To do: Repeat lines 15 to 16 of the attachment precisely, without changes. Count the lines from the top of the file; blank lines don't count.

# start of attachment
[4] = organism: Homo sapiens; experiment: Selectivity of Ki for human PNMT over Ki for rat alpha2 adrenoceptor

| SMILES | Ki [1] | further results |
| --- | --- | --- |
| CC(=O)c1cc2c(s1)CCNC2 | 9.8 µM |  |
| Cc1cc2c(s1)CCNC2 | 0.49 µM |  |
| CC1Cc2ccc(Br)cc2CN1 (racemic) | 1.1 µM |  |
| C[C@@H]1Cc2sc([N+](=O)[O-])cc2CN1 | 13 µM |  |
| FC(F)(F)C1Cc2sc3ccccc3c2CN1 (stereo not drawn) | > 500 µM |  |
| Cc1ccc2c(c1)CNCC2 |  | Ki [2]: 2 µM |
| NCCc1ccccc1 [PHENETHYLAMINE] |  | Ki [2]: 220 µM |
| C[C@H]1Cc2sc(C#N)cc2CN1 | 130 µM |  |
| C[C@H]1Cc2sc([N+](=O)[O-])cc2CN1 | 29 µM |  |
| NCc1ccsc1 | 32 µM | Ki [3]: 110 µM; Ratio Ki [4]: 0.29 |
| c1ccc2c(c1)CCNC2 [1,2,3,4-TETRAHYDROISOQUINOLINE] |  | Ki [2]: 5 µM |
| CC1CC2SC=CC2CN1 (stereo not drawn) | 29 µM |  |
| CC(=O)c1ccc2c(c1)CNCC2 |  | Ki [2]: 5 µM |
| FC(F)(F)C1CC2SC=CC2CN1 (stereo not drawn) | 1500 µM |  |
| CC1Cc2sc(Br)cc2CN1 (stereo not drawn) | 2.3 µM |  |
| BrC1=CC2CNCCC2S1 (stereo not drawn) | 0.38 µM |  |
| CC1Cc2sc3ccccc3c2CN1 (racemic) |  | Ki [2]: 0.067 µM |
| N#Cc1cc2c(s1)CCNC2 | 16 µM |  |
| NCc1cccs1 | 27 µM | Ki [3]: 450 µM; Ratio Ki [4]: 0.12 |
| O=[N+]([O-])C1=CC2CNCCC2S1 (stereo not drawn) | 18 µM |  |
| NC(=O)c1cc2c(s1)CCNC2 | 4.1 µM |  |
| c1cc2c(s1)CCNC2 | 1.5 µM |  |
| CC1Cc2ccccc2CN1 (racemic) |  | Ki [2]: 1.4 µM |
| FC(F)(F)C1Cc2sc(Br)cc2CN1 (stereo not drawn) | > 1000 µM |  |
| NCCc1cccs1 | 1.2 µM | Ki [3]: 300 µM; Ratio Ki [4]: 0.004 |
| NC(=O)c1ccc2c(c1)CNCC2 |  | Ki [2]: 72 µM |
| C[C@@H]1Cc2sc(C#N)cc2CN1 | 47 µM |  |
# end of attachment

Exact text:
| CC1CC2SC=CC2CN1 (stereo not drawn) | 29 µM |  |
| CC(=O)c1ccc2c(c1)CNCC2 |  | Ki [2]: 5 µM |